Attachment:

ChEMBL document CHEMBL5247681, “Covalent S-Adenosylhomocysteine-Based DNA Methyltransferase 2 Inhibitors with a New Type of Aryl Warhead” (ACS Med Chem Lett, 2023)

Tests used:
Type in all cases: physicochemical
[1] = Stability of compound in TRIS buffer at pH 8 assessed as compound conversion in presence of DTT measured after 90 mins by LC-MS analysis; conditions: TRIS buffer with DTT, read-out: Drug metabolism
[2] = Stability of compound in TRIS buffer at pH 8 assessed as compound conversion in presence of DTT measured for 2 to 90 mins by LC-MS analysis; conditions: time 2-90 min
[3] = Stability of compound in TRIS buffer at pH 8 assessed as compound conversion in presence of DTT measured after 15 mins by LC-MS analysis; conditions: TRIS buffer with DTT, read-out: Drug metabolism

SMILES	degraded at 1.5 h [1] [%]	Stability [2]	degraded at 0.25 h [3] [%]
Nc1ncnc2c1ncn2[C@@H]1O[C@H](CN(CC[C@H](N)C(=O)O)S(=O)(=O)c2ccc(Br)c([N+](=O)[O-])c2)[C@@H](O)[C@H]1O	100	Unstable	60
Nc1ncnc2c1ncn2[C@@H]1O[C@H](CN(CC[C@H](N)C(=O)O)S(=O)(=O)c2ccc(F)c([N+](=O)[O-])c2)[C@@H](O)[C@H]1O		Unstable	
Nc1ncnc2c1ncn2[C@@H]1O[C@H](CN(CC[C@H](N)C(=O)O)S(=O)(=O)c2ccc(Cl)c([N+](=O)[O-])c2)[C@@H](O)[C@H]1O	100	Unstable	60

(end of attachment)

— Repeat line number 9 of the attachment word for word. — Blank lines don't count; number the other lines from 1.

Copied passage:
Nc1ncnc2c1ncn2[C@@H]1O[C@H](CN(CC[C@H](N)C(=O)O)S(=O)(=O)c2ccc(F)c([N+](=O)[O-])c2)[C@@H](O)[C@H]1O		Unstable	